If you haven’t gotten your copy yet, run to your library and put it on request (warning: you’re probably going to be waiting for a long time), or buy it over on amazon.

 

 

 

What We’re Reading {August 2015}

Because we love to read around here and I really enjoy finding interesting books for the kids, I thought that I’d share a few¬†of the books that each of¬†them¬†are reading (and liking) each month. Currently we’re not in the middle of any read alouds, but once the school year starts, we’ll be back into the swing of things and I’ll start including family books on the list too.

Readingaug2015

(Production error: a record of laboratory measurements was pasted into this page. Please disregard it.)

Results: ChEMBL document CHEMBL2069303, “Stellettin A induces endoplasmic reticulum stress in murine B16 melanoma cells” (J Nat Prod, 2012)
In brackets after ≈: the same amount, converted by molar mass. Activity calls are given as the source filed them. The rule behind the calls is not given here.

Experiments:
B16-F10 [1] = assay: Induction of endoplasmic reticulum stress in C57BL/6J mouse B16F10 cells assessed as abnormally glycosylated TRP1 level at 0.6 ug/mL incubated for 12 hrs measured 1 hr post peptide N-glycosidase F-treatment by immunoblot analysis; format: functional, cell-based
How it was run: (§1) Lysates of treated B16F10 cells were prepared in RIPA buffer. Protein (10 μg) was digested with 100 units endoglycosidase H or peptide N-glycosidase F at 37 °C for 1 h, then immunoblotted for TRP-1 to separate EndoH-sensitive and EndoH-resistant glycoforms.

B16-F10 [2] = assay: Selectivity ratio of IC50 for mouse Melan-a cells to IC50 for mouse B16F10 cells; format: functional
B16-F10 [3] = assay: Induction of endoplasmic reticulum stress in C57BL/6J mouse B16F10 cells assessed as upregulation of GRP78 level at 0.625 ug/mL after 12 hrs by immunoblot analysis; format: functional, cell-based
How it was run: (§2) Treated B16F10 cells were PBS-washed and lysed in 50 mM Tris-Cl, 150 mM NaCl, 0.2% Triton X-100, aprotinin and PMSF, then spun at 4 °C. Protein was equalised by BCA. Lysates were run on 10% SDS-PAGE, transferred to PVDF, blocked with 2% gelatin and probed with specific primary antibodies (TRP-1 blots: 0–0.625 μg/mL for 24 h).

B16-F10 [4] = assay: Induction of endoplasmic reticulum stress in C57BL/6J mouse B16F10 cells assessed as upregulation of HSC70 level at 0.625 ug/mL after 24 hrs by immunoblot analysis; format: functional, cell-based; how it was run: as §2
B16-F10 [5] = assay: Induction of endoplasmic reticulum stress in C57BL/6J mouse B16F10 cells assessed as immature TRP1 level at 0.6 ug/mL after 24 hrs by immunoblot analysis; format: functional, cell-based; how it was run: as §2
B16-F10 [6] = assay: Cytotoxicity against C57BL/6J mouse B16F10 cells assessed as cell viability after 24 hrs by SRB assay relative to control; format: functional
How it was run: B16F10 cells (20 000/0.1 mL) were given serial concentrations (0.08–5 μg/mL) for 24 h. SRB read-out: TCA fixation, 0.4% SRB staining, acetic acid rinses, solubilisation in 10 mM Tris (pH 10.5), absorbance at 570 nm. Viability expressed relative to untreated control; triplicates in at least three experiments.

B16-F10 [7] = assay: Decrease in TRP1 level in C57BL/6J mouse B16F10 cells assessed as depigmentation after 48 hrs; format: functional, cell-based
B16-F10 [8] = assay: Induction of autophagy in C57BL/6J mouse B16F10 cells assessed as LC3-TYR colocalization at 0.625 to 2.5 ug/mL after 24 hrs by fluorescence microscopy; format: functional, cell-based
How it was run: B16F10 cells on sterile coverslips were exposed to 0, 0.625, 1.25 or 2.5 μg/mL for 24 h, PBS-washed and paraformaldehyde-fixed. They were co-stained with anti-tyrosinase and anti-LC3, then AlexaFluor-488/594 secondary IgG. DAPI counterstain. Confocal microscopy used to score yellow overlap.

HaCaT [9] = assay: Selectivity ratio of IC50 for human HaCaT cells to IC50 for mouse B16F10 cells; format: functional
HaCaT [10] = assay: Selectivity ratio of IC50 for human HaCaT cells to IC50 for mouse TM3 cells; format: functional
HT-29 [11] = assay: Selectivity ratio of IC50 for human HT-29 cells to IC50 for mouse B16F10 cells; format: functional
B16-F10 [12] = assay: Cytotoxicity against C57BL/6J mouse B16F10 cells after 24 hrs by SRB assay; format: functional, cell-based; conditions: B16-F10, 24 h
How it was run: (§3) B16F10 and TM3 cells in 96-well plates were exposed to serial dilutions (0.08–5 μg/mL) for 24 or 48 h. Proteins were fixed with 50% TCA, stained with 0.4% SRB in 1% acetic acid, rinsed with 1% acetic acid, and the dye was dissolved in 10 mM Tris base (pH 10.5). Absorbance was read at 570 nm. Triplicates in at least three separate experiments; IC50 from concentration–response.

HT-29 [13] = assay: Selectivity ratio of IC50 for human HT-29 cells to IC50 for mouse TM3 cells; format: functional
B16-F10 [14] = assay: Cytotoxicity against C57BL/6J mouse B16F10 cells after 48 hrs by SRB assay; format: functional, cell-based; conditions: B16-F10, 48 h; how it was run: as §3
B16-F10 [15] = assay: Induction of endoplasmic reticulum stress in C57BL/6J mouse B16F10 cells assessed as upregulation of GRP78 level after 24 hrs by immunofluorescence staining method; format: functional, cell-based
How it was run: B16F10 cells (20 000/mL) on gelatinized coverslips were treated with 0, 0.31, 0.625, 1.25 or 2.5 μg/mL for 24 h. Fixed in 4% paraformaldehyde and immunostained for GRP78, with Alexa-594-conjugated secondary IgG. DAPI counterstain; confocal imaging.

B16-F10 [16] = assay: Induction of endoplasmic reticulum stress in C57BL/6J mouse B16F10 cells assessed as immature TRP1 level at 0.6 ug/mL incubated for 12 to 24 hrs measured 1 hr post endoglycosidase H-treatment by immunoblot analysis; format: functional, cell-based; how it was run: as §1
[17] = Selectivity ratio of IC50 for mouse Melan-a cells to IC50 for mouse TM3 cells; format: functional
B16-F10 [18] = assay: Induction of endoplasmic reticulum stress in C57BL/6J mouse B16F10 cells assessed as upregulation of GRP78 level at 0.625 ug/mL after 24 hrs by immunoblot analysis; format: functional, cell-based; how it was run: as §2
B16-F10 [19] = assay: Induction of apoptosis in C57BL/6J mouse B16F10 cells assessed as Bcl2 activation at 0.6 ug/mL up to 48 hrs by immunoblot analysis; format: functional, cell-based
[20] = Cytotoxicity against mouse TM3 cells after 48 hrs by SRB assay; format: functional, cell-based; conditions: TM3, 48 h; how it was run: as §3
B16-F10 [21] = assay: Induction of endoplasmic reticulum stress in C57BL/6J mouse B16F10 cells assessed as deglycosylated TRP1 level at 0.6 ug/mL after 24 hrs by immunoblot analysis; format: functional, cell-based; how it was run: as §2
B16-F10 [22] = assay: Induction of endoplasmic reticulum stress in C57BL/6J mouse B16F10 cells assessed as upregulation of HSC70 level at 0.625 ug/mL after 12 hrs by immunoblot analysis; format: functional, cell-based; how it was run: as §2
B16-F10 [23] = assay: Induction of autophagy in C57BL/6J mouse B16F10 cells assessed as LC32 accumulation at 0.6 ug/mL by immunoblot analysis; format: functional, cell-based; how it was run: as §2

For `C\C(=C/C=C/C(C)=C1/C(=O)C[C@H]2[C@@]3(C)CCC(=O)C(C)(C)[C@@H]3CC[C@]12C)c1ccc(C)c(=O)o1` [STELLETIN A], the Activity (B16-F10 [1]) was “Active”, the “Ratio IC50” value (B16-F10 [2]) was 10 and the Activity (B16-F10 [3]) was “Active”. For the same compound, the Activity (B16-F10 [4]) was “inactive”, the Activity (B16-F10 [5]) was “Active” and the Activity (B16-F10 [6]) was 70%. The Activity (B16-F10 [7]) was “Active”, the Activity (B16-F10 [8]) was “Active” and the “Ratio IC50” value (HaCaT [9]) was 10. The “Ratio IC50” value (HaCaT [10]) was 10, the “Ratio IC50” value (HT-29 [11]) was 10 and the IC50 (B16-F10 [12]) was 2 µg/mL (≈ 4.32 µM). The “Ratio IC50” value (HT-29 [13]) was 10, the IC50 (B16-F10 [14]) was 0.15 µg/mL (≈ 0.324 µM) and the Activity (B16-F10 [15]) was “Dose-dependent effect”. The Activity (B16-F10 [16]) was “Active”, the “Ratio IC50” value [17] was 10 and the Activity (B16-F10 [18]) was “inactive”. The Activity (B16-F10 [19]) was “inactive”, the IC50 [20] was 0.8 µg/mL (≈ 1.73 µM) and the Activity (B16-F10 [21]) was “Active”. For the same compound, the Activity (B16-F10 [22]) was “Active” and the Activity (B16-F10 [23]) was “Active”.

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Review: The Adventures of Rooney: Hannah, The Belle of Prayer

One afternoon a few weeks ago, I called Aly and Ada over to my desk because I wanted to read a book to them.

They were a bit confused because book and desktop computer don’t really make sense to them, but they came over anyway. They were curious. These ebooks are mysterious things! ūüôā

Bible Belles Cover

I sat them down on my lap and read them a book coming out soon called The Adventures of Rooney Cruz:  Hannah- The Belle of Prayer by Erin Weidemann. We meet Rooney, a kind, spunky, modern day 9 year old girl.